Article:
The Democratic Alliance (DA) is just as guilty of patronage politics as the African National Congress (ANC). Although this statement may come across as a clear logical fallacy, namely the Tu quoque fallacy, colloquially referred to as “two wrongs do not make a right”, it remains important to note that in this instance the appeal to the DA’s hypocrisy is not to discredit the point the DA may wish to raise about the perniciousness of patronage politics, that point may very well be correct, but rather the point is to discredit the DA as a role model on matters of curbing the politics of patronage.
In the past several days, the so-called #Zillegate scandal concerning Western Cape Premier Hellen Zille and the Guptas provided South Africans the quintessential scenario showing not just that politicians will always be politicians, or that the DA will not necessarily be spared incumbency troubles if they were the ruling party, but it also showed that on the ground, the DA’s survival as a party also relies on patronage of one sort or the other, just as the ANC does — be it racial or financial.
Much has been said on #Zillegate, and we will not be addressing that here, instead we will address another matter that comes to light — the matter of patronage in our bodypolitik. Obviously with the limited time and space on a subject of this scale, we will only touch on a topical matter of the day.
There is a peculiar notion by which it is all too often canvassed by white DA supporters as though it is merely incidental that they are white by racial classification, vehemently support the DA, and unrelentingly dislike the ANC. We argue here that this widespread white support for the DA is far from incidental.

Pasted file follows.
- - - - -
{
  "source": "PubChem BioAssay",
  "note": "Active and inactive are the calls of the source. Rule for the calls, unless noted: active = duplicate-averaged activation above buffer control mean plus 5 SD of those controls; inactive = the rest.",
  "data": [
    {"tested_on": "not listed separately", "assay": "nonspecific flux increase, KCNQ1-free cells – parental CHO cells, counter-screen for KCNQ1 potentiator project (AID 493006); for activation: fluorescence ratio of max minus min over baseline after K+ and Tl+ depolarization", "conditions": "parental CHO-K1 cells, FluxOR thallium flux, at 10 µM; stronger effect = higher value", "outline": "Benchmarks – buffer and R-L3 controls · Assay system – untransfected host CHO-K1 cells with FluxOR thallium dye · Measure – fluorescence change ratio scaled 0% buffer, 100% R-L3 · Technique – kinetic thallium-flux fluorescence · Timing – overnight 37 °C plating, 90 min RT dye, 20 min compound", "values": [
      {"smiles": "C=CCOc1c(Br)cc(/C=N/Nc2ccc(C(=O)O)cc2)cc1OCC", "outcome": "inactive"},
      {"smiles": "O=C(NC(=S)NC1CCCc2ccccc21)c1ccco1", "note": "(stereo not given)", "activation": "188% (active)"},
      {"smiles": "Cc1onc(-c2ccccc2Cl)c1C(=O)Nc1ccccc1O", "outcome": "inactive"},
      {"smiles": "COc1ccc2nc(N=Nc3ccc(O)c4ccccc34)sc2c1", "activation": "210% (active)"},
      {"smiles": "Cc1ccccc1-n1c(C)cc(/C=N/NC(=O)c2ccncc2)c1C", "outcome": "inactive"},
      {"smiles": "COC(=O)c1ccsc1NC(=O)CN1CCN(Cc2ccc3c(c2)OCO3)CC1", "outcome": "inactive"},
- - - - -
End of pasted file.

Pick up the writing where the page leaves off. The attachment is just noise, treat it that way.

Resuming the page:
Perhaps a disclaimer may be necessary before continuing: the references to “white DA supporters and black ANC supporters” are aggregations that are used for the sake of brevity, and they should not be construed to mean that all DA supporters are white or that all ANC supporters are black, nor must the aggregations be construed to mean all members of all political parties are homogeneous in behaviour. Therefore the use of these aggregations within each group refers to generalities and not exceptions, and in this note the principle that is applied is that the latter often proves the former.
The general arguments, by white DA supporters, are presented such that the logical conclusion is that the DA being their political party of choice has little (or nothing) to do with race politics in South Africa, but more (or everything) to do with an “objective” assessment of the political choices available to them.
This is glaringly ahistorical and indistinguishable with disingenuousness.
Save for the DA’s opposition party counterparts like the Freedom Front +, Azanian People’s Organisation, United Democratic Movement, and other such seemingly trifling parties, which because of their insipidness are (un)fortunately not the focus of this note, it is put forward here that the majority of white DA supporters are in fact supporters of that party more due to race dynamics and historical fault-lines, and less due to some apparent careful study and consideration of the policies and leadership qualities within the ruling party and the official opposition.